Our RightPlantz April Garden Guide:
Spring is in full force in April and there is a lot to get done. All types of gardens and the lawn all need attention. Getting it all done can be tough, but with a little guidance and dedication, your landscape will be off and running for the season.
Check the soil in your flower pots. If dry and crumbly, remove 1/3 of it and mix in fresh potting spoil.
Lift and divide perennial plants now, to improve their health and create new plants for your garden.
Divide hostas before they leaf out.
Move evergreen shrubs and trees now, provided the soil isn’t frozen or waterlogged.
Feed trees and shrubs with a balanced, slow-release fertilizer. Roses in particular will greatly benefit from feeding as they begin to grow
Re-secure ties on climbing roses and vines.
Check any tree ties to make sure they’re not cutting into the trunk. Loosen any that are tight, to allow the trunk some room to expand.
Prune forsythia as soon as they have finished flowering, cutting back to strong, young shoots.
Continue to remove faded flowers from winter pansies to stop them from setting seed. This will encourage flushes of new flowers throughout the spring.
Deadhead daffodils and tulips as the flowers finish, but leave foliage intact, allowing it to die back naturally.
Apply a layer of mulch around your perennials, trees and shrubs before the hot weather arrives.
Prepare vegetable seed beds by removing all weeds.
Don’t start warm weather plants too early. Peppers and basil, and to a lesser extent tomatoes—hate cold weather. Wait until at least the end of the month, if not May, and a forecast for consistently warm weather before planting these. Cold hardy vegetable seeds can be planted now. Less cold hardy vegetable seeds may be started indoors and moved outside once it is warmer and chances of frost have passed.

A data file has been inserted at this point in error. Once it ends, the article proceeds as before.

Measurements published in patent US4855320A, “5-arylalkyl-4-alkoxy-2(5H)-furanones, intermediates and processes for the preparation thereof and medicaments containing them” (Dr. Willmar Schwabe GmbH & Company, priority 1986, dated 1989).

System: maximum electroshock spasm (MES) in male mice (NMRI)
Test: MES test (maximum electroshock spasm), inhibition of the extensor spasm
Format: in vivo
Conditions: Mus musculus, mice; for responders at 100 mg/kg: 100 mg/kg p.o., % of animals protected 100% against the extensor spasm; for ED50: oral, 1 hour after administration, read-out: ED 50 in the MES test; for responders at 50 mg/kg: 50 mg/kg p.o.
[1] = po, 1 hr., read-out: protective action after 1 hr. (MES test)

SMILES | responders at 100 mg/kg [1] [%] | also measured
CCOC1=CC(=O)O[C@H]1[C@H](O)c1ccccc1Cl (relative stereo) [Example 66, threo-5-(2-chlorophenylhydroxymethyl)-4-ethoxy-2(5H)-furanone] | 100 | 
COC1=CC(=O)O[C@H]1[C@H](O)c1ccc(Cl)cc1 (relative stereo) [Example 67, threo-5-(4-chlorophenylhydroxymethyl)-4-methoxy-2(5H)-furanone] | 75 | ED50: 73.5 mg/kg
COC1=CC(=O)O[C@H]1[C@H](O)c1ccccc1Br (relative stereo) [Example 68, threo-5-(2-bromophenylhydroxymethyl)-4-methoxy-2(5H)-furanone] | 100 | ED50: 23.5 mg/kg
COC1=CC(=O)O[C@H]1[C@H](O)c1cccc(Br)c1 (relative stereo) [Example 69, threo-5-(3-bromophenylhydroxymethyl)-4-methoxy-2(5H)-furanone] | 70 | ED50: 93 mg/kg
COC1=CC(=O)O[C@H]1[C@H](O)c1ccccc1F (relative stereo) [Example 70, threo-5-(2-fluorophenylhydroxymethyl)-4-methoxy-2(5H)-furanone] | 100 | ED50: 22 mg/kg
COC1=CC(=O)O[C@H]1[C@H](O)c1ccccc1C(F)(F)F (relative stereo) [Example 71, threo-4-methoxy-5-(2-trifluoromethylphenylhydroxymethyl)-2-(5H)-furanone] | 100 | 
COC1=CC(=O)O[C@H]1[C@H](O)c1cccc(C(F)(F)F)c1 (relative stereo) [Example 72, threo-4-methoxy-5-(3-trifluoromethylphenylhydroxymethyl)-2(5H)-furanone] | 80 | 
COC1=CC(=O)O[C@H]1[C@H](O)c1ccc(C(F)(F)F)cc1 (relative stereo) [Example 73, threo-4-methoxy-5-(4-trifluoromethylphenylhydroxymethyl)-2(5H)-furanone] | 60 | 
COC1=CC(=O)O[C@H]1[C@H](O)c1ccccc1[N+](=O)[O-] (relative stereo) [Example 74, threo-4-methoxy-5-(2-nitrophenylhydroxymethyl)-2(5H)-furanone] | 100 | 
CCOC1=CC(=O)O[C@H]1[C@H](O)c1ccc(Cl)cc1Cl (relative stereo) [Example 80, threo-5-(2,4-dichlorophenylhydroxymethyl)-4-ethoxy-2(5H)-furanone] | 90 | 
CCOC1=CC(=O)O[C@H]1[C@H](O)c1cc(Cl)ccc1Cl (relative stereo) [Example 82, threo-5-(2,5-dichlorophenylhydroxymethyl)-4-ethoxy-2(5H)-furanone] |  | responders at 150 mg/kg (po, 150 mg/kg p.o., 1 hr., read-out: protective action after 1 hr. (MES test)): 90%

Build raised beds to take the bending out of growing vegetables.
Harvest asparagus spears when they’re no more than 7” tall.
Sow grass seed now on well-prepared soil and keep the soil moist while it germinates.
After the have finished blooming, prune back forsythia, quince, witchhazel, winterhazel and wintersweet.
Prune your late-blooming hydrangeas now, if they need it (to reduce the size). That means H. paniculata types, like ‘Tardiva’ and H. arborescens types like ‘Annabelle.’ Do not touch your moptop or lacecap hydrangeas, though, or you’ll prune away this year’s blooms.
Check compost bins to see if you have any compost that’s ready to use.
Keep on top of weeding now that the weather is warming up.
Top up bird baths and bird feeders to encourage birds into your garden.
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